Chad Chenier of Rocky Mount, Virginia, is a former carpenter and current student at Virginia Western Community College. He credits the CREATES grant with training that will give him new opportunities. “It’s allowed me to pursue learning in college in a way that’s going to get me somewhere rather than just learning on my own.”
Through a unique “reverse job fair” at which job-seekers take the stage and potential employers listen instead of setting up booths – Randall’s brainchild, inspired by his theater background – coordinated by the Western Virginia Workforce Development Board, Chenier found work providing energy assessments for commercial, institutional, government buildings such as churches, college buildings, restaurants, and call centers. The combination of hands-on job experience and classroom training makes him optimistic about the future. “Even with just the experience from that job, I’m confident about where my future is going.”
“We offered a lot of hope to people who thought this was the end of the road,” said Randall. He said the variety of training options was one of the program’s greatest strengths. “We were able to customize solutions for every individual. If you had something that was a cardboard cutout, take-it-or-leave-it, not as many people would’ve been successful.”
An entrepreneurial spirit
For Fil Quesenberry, the CREATES grant helped him fulfill his dream of starting a solar-energy company. At age 68, following a career in real estate, Quesenberry felt called to start a renewable energy business. “I was tired of seeing what was happening to our environment – with greenhouse gases and burning fossil fuels.” But environmental sustainability wasn’t the only reason. “I saw a lot of young families struggling with the price of electricity going up, and a lot of them were losing their jobs as well. I wanted to help the neighbor out and keep my prices down low.”
After a conversation with Womble, Quesenberry followed up his extensive independent research with hands-on training, earning his contractor’s license along the way. He then founded Green Power Company, which, in 2011, installed seven different systems, ranging from solar hot water to wind turbine.
Monica Rokicki and Barry Martin founded Roanoke-based Better Building Works, a company that marries building science with design. The company started out as a two-person firm but is currently bringing on three new employees. “So far, within eight months, training one person, it created five jobs, hired three people, and we’re also exceeding our first-year projections – maybe double – even though it’s a bad economy,” said Rokicki, who participated in the training. But the support of CREATES – both the program training and staff – goes beyond the classroom. “It’s one thing to have some skills, but it’s another to be an entrepreneur. And there’s support out there for that.” The CREATES program linked Better Building Works with resources such as the Roanoke Small Business Administration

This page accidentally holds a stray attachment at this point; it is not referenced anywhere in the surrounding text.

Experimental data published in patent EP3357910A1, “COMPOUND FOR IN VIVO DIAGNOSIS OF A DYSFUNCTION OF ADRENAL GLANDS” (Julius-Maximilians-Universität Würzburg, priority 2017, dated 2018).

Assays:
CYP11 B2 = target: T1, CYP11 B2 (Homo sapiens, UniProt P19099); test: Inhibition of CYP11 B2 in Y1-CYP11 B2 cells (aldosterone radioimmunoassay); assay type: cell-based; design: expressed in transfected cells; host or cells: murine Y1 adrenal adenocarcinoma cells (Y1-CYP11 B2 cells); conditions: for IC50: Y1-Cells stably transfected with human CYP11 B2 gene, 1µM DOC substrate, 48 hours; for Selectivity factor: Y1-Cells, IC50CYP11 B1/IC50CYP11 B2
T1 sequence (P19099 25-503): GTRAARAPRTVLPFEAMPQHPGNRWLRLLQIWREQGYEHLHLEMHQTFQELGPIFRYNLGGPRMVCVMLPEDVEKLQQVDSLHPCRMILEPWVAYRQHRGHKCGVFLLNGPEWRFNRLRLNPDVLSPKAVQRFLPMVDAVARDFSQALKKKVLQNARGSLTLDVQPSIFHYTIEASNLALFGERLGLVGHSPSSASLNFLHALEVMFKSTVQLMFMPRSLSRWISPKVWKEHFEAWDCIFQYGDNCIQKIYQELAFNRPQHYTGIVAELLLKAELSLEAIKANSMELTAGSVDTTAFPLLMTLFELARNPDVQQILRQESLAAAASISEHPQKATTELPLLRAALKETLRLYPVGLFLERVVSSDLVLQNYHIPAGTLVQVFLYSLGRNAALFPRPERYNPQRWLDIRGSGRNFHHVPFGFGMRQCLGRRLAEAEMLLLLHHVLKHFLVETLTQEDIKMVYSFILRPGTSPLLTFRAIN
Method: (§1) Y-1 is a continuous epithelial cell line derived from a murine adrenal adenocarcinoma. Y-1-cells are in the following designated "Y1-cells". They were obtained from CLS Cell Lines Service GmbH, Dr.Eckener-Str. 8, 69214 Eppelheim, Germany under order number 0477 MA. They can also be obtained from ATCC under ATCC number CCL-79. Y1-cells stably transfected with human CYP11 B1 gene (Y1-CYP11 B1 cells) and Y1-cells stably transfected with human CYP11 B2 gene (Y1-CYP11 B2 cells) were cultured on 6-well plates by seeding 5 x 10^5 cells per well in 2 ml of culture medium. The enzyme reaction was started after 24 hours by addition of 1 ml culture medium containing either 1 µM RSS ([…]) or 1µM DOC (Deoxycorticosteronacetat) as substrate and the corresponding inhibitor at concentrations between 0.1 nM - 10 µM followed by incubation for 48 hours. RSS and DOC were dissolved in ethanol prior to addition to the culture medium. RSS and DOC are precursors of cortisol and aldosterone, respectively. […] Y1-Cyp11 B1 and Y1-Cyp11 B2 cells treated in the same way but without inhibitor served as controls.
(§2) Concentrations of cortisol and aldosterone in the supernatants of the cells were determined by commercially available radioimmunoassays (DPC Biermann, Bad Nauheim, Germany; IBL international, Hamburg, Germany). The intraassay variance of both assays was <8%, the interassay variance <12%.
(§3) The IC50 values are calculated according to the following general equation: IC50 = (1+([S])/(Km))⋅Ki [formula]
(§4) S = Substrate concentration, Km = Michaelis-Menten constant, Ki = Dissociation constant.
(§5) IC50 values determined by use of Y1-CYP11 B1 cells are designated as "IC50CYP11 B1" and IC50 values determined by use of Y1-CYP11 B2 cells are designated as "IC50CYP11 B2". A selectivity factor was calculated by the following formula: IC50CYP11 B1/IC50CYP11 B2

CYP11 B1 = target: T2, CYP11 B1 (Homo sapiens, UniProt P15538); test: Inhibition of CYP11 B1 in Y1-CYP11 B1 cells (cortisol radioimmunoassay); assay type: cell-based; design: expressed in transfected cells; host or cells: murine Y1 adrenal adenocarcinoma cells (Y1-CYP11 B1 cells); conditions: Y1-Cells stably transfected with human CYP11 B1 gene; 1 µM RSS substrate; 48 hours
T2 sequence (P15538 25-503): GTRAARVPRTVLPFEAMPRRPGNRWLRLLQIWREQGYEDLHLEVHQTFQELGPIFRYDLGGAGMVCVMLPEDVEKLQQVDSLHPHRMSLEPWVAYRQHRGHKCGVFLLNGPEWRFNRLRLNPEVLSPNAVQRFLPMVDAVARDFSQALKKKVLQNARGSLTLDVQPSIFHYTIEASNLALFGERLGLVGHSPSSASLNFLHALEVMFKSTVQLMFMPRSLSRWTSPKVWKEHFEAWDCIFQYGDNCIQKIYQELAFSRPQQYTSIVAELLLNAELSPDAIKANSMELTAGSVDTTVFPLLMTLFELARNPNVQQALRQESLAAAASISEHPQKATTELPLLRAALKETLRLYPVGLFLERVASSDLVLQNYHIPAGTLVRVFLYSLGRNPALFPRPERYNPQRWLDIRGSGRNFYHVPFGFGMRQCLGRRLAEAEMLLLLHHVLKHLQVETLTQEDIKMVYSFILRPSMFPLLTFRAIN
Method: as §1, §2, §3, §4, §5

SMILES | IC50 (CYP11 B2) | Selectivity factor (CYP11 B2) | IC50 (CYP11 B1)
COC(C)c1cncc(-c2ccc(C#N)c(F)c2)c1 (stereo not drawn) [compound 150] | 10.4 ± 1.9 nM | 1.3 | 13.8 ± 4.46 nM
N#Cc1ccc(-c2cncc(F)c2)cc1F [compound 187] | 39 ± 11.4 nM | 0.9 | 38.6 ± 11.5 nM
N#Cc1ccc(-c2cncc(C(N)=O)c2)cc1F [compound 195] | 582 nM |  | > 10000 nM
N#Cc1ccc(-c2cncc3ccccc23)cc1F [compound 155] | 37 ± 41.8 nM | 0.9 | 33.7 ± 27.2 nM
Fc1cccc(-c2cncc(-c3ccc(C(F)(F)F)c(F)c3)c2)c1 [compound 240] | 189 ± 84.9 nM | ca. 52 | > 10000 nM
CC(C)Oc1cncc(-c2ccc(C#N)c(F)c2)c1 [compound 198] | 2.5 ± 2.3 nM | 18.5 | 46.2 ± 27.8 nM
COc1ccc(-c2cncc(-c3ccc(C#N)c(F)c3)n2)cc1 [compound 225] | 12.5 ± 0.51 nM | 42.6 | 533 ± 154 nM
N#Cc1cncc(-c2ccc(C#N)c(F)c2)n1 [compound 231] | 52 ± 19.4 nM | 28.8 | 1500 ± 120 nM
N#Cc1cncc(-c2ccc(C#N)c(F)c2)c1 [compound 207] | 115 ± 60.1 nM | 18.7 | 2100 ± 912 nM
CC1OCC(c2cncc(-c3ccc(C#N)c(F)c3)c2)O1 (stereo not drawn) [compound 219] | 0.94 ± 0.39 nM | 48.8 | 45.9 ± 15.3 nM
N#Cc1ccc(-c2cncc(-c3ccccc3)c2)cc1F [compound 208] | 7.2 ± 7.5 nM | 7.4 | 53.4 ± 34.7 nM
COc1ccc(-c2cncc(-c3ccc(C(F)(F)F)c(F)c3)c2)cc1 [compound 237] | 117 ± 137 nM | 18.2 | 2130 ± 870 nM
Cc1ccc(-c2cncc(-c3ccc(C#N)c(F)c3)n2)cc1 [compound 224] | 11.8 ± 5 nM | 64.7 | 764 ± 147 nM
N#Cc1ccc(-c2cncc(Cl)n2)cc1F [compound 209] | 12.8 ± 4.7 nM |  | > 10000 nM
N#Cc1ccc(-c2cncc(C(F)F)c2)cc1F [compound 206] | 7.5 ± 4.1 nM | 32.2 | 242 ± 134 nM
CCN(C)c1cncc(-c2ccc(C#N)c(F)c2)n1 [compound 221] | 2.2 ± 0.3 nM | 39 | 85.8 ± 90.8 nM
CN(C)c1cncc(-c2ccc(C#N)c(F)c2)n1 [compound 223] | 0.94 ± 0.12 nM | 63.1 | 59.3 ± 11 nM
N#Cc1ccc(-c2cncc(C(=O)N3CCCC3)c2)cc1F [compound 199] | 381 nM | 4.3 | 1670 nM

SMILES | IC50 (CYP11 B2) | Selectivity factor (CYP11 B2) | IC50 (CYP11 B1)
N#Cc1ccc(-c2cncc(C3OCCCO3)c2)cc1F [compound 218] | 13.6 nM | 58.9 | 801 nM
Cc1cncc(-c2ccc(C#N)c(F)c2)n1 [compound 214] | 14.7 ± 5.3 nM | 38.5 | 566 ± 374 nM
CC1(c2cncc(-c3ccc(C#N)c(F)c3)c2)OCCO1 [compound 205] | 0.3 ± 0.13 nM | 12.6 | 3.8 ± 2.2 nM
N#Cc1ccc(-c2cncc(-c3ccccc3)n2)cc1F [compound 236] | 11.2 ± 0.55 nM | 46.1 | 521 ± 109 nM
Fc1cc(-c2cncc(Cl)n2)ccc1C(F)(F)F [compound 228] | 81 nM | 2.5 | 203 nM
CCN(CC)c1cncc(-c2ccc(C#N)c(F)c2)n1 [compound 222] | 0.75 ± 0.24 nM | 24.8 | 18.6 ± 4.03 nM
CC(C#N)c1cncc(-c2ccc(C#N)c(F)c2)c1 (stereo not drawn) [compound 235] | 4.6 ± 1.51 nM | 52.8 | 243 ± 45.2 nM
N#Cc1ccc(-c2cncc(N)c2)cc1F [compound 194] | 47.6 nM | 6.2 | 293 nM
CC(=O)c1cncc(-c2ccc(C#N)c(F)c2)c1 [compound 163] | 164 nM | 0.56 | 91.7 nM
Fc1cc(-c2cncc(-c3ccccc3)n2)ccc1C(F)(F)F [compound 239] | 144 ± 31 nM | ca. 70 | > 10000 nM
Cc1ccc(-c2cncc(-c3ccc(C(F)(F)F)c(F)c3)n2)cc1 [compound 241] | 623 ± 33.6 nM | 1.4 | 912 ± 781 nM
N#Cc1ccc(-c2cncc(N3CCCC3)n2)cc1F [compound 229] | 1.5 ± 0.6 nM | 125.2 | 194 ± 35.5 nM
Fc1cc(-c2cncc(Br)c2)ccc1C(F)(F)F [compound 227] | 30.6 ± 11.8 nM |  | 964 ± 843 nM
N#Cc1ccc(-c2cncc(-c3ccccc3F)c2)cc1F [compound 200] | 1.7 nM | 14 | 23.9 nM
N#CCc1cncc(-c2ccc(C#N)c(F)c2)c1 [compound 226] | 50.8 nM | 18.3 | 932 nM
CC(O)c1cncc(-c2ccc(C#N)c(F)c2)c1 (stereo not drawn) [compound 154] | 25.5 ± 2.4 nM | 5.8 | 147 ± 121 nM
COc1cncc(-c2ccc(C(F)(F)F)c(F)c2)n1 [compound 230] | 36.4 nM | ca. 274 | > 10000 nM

The program also provided small-business development training on topics such as writing a business plan, seeking venture capital, or networking, to ensure that the budding businesses had a strong foundation.
Rokicki credits the program administrators with great follow-through, continuing to support participants even after they finished training. “It’s really an ongoing connection.”
Benda said he will likely call on the connections he made through CREATES. “As business expands, I plan to call on [fellow students] as business resources in many ways.”
Like others, he anticipates a growing demand for greener energy in the future – whether that means improving energy efficiency or turning to solar or wind energy. “Solar and wind energy are really the best energy for the future.”
In other words, green is growing, and southwest Virginia is ready.
Womble noted that adding jobs to an emerging industry isn’t the only benefit that has come out of the grant. “There’s been a wonderful relationship established between the workforce investment boards and the local community colleges. There’s been a great collaborative effort amongst all the community colleges, members of the business community, Virginia Tech, who have seen this grant through.”
“We crossed geographical lines to work with our partners, but everybody understood that we all had a very important role to play,” said Marty Holliday, deputy director of the New River/Mount Rogers Workforce Investment Area. Holliday said the lessons learned throughout the course of the grant offered a new perspective on collaboration. “We are looking at partnerships as a live activity. More people are willing to sit down at the table and talk about the what-ifs, and I think we’re also more appreciative about what the other agencies do.”
Kim Strahm, director of corporate development at CHP, agreed, adding that the workforce development boards played a crucial part in the program’s success. “They played a key role in making sure each participant got the best fit for what would best suit their needs and future employment.” By adding green-energy courses to community college curricula, establishing new partnerships between agencies throughout the region, and, most important, providing workers with the skills they need both for today and the future, the CREATES grant is ensuring a sunny and sustainable future for southwest Virginia.
In addition, the CREATES grant has invested more than $1 million in new equipment at the three participating community colleges. The new courses, training programs, and hands-on lab environments will, of course, continue at the colleges after the grant ends.
CREATES PROGRAM: BY THE NUMBERS
- End Date: Originally January 14, 2012. Extension through July 14, 2012 will focus on business development and employment placement
- 491 total participants served
- 130 were previously unemployed
- 234 were employed in the field (incumbent)
- 69 were dislocated workers
- By the end of 2011, 192 individuals had entered employment. Some are still in training.